While Mr. Lockhart, Mr. Bernanke, and Treasury Secretary Henry Paulson have argued that the GSEs' "mission" should be reoriented toward affordable housing, officials in that industry said they have not found a new partner in Fannie and Freddie.
"Refocusing the mission is still the stepchild," said Judy Kennedy, the CEO of the National Association of Affordable Housing Lenders. "Without a strong regulatory direction, it's unlikely to happen."
One thing playing a central role in the frustration is a perceived lack of interest at Fannie and Freddie in modifying loans held by troubled borrowers. The GSEs were maligned as barriers to modifications this year before the conservatorship, because their standards did not allow them to change a loan that was not delinquent.
"Banks have not told me there's an improvement," under the conservatorship, Ms. Kennedy said. "They're missing an opportunity to stimulate more lending."
Anger over modifications was so high last week that the National Assistance Corp. of America held a protest outside Fannie's Washington headquarters. After the protest Bruce Marks, the nonprofit's CEO, scored a one-hour meeting with Herb Allison, Fannie's new chief.
"He said 'I've only been in this for seven weeks,' " Mr. Marks said. "He said he's going to sit down and spend a lot of time with us. He wants us to send him examples of homeowners having problems."
How much Mr. Allison or his counterpart at Freddie, David Moffett, can accomplish is unclear. The FHFA has delegated some authority to the CEOs, but where that authority begins and ends is unclear.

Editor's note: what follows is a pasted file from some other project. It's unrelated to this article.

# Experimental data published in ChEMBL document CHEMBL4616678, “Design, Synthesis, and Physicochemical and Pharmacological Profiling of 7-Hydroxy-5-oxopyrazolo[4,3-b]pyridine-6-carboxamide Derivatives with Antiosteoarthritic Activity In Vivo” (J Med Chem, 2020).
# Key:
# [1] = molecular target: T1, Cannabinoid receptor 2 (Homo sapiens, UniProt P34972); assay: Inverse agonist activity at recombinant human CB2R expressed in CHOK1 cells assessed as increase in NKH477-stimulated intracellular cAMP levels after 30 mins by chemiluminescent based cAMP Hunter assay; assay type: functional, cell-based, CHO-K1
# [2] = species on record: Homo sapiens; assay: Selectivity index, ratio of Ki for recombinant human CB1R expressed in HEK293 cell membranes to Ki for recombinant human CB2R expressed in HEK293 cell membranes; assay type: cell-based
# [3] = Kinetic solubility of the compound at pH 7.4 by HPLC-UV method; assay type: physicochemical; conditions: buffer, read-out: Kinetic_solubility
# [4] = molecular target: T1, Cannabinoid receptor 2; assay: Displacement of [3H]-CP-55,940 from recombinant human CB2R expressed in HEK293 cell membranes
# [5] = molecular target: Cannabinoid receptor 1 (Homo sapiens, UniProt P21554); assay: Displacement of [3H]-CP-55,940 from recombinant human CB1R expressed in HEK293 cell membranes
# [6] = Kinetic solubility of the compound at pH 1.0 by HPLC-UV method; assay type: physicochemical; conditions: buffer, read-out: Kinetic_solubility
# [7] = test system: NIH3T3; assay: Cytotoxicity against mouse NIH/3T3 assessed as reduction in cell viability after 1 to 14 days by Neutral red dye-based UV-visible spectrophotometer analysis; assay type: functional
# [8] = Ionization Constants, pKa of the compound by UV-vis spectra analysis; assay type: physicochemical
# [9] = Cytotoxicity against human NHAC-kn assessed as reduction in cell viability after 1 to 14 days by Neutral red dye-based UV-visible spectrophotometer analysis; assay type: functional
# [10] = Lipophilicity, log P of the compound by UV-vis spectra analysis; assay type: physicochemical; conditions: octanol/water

"No one's running it," Mr. Gnaizda said. "Lockhart should have already come up with new plans for new types of mortgages or other new models."
A Freddie spokeswoman said it has "an evolving" relationship with its regulator.
"In general, Mr. Moffett functions as would virtually any corporate CEO, and FHFA functions as would virtually any corporate board — giving advice and offering assistance to the CEO," she said. "As such, Mr. Moffett runs the company and makes all day-to-day business decisions."
In the e-mail, Mr. Lockhart said the CEOs "maintain an ongoing dialogue with the director and FHFA staff and will continue to do so as the companies rebuild."
A Fannie spokesman would not discuss the CEO's duties but acknowledged that it could do more to help the housing market.
"We strongly agree we could do more," the spokesman said. "We're developing broader approaches to reach far more borrowers than we have so far. To that end, we're looking at adopting streamlined modification efforts for borrowers that we'll be rolling out."
Mr. Lockhart called foreclosure prevention a "serious concern" in an interview last week.
"The new CEOs have taken the issue of foreclosure prevention to heart, and they're working hard on their existing programs, and we are looking at more creative ones," he said. "We're encouraging them to be even more proactive in the future."
As confusion continues to surround Fannie and Freddie, many industry observers are preparing for another big debate over them on Capitol Hill.
"It's going to be one of the top issues for the next Congress," said Steve O'Connor, the Mortgage Bankers Association's senior vice president of government affairs.
That could be a daunting prospect, considering it took seven years to pass legislation that strengthened oversight of Fannie and Freddie. But Mr. Marks said the next round would be different, since the conservatorship stripped them of their lobbying might.
"All that's gone," he said. "Now it's open season."